By Caroline Costongs, EuroHealthNet Director
‘European Union citizens live, on average, longer and healthier lives than previous generations. However, The EU is faced with an important challenge: the large gaps in health which exist between and within EU Member States. Moreover, there are indications that such gaps may be growing. Increased unemployment and uncertainty arising from the current economic crisis is further aggravating this situation.’
These are not my words, nor are they new ones. Ten years ago these lines opened the European Commission’s communication on solidarity in health. Sadly, although the economic crisis is over (on paper), these words still ring true.
So, ten years on, it seems a good moment to reflect on where we have come and what we need to do next. It is indeed not all doom and gloom.
The last decade has seen many European Commission funded initiatives: a Joint Action on Health Inequalities Equity Action, projects as Crossing Bridges, pilot actions like the vulnerABLE project and research studies such as DRIVERS, to name a few in which EuroHealthNet participated. These initiatives were inspiring and led to increased skills and knowledge about “what works and what doesn’t”, supported the dissemination of good practices and made countries work together. Unfortunately, they have been unable to influence the underlying causes of ill health and disease.
Years of focus on growth, jobs, and related austerity measures led to a reduction of public spending on health, education, and social protection. The most vulnerable are the most affected, and Europe is now facing the consequences. Health inequalities are persistent and increasing in most European countries. ,
The UN Sustainable Development Goals and the pledge to ‘not leave anyone behind’ was a much-needed process and gave a strong impetus to social equity. Equally the European Pillar of Social Rights has also been a game-changer. You can read about what the Pillar means for public health on our website. Thanks to hard work of colleagues from the EuroHealthNet partnership and outside it, health inequalities are again on the political agenda – albeit still not high enough.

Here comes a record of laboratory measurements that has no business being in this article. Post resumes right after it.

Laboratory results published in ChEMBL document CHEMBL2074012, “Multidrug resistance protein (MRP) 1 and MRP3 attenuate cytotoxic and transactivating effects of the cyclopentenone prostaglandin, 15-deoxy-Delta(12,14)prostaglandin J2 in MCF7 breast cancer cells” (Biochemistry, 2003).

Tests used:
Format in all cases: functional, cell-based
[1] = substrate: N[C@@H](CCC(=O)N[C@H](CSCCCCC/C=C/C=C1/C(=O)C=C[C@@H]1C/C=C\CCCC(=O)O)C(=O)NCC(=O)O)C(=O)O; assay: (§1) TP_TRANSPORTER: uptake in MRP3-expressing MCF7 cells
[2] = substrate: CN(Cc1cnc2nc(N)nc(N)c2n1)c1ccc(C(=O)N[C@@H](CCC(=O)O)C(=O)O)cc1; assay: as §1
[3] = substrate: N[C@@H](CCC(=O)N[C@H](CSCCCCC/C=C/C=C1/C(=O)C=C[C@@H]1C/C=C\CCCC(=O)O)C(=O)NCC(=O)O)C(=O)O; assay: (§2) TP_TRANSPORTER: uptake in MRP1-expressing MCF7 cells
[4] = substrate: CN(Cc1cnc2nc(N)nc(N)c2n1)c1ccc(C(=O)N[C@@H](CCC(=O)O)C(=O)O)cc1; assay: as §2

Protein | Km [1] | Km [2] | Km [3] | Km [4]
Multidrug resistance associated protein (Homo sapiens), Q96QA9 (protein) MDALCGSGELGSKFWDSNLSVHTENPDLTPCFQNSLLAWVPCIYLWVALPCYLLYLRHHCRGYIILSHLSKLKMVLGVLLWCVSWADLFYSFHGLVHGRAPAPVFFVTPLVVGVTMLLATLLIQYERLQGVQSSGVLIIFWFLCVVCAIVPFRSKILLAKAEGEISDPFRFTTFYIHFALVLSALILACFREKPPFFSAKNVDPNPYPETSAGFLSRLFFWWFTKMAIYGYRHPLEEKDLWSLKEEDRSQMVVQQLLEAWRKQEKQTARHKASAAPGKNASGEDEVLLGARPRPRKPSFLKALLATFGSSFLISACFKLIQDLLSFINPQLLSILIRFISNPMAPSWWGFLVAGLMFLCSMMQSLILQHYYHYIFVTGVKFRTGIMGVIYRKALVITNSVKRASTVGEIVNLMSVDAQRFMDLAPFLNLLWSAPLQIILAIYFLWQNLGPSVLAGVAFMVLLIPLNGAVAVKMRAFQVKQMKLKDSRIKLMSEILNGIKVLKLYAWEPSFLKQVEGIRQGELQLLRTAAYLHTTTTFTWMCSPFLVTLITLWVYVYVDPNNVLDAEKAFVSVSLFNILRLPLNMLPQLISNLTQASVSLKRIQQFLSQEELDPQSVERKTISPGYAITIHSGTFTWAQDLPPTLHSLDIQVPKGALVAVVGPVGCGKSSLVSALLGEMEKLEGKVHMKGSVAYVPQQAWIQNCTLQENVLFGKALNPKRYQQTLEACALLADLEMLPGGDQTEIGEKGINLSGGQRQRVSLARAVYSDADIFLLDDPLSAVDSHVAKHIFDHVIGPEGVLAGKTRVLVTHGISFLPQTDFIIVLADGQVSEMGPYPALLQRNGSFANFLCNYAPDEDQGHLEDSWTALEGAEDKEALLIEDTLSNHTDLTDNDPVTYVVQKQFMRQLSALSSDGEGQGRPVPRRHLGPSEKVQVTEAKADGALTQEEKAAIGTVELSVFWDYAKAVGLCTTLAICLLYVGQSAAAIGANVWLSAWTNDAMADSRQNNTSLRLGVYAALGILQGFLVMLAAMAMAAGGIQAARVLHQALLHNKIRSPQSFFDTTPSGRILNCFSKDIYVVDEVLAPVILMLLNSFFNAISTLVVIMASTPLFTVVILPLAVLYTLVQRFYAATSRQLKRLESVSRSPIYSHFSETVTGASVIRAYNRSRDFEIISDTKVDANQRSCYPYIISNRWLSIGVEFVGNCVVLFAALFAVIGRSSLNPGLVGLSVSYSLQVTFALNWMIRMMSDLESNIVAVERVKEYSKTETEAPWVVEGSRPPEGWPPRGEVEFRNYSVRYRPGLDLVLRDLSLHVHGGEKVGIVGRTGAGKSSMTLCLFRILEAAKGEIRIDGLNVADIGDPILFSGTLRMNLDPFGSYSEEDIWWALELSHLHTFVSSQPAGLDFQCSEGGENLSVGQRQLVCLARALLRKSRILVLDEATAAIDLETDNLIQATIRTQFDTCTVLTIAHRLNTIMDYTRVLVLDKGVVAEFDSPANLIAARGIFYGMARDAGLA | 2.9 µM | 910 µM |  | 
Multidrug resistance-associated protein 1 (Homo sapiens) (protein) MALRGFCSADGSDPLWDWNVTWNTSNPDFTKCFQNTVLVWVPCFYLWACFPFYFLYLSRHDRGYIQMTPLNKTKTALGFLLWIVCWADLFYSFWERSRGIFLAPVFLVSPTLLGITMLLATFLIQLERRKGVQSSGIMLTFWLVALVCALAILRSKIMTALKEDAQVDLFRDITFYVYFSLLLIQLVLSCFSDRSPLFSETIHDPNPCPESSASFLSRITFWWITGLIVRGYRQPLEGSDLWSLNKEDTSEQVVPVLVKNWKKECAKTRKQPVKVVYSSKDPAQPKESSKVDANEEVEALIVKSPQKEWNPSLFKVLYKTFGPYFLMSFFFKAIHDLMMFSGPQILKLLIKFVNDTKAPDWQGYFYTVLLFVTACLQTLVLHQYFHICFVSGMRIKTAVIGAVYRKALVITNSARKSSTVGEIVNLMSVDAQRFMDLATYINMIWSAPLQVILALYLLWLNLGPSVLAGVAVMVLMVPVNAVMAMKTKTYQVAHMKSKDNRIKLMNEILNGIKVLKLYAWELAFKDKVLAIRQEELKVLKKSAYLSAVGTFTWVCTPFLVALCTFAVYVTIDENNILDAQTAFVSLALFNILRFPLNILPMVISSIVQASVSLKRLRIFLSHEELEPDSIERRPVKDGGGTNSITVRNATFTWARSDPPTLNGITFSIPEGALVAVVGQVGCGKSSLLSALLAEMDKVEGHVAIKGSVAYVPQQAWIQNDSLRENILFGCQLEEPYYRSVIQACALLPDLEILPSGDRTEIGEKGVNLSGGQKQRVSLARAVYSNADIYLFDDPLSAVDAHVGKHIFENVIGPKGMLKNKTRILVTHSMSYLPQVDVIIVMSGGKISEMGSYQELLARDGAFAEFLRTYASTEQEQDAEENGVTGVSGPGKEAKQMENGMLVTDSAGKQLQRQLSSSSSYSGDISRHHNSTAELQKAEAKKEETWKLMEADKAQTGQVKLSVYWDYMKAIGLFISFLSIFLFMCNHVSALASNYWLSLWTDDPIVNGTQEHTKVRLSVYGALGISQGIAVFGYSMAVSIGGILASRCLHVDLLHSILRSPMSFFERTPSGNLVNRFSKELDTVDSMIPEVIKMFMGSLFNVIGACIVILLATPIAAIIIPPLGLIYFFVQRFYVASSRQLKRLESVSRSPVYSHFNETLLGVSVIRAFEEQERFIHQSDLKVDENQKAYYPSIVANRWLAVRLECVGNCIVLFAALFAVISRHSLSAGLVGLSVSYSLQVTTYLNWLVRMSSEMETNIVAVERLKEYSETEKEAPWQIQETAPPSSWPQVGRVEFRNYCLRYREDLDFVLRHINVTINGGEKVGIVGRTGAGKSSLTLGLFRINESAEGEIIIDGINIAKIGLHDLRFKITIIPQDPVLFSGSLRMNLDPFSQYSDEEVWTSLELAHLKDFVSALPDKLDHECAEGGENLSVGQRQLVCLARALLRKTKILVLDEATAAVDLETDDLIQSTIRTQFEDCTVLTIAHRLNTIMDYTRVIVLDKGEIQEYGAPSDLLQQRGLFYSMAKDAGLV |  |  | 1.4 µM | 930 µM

We will continue to make the case, to move beyond the empty promise, and to suggest feasible policy action, attractive across the political spectrum. One of the key lessons learnt is that proactive engagement of public health advocates across sectors with constant messaging of new insights is crucial. New evidence for example from the new WHO health equity status report, from JAHEE (the second Joint Action on Health Inequalities) and evidence from research centres such as CHAIN are helping us do that.
As we look to the future, we need to ask ourselves how the changing landscape will affect our work.
The need to align our work with the Sustainable Development Goals goes without saying. But it is more than that: sustainability, next to the health equity lens, will need to be engrained in our work. We need to think about how climate change and environmental degradation will affect our practices and shape the lives of citizens, the most vulnerable, and what we can do to mitigate that.
We need to ask ourselves how we change as the demographics of our countries change – how can we do better when it comes to migrant’s health, wellbeing, and integration? What about ageing and inequalities and adequacy of our social protection systems? How as ever, we must address the persistent issue of financial sustainability of our health and care systems. And I can go on.
Another lesson learnt is that everything is linked to everything. Whole-of-society approaches will be needed to truly achieve solidarity in health. We therefore welcome the recent Council Conclusions on the Economy of Wellbeing. This is a promising strategy capable of changing the mindset from silo-thinking to system-thinking and to comprehensive approaches. New ideas and solutions are also emerging from the European Commission, such as the European Green Deal, SDGs in the European Semester and an Action Plan for the European Pillar of Social Rights. EuroHealthNet stands ready for a revitalisation and intensification of much needed action for the next ten years.